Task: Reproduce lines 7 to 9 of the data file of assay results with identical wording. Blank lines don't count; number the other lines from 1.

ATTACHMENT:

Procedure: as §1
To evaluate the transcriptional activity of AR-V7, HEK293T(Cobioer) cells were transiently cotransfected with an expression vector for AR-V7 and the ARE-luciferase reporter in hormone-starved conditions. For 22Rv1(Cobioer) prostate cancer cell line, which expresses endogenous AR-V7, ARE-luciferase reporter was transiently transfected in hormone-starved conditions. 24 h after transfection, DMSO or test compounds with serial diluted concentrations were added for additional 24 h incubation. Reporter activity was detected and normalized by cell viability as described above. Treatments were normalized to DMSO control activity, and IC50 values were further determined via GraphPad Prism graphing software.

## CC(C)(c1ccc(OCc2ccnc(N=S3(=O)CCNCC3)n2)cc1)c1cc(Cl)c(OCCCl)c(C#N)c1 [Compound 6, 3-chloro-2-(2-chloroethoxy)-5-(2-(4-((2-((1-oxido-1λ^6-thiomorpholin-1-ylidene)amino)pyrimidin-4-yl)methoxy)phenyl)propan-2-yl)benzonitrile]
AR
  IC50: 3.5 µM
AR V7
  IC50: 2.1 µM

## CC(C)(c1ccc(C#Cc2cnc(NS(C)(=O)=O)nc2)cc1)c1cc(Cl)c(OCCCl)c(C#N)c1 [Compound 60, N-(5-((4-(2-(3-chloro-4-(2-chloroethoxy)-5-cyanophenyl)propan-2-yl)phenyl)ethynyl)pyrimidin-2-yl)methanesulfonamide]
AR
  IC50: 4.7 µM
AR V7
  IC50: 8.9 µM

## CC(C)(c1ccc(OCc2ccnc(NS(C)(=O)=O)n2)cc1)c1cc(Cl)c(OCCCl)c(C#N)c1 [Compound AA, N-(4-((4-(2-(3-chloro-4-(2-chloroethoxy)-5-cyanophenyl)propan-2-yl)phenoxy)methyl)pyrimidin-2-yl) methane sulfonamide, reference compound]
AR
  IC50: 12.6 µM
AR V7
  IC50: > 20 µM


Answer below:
  IC50: 2.1 µM

## CC(C)(c1ccc(C#Cc2cnc(NS(C)(=O)=O)nc2)cc1)c1cc(Cl)c(OCCCl)c(C#N)c1 [Compound 60, N-(5-((4-(2-(3-chloro-4-(2-chloroethoxy)-5-cyanophenyl)propan-2-yl)phenyl)ethynyl)pyrimidin-2-yl)methanesulfonamide]
AR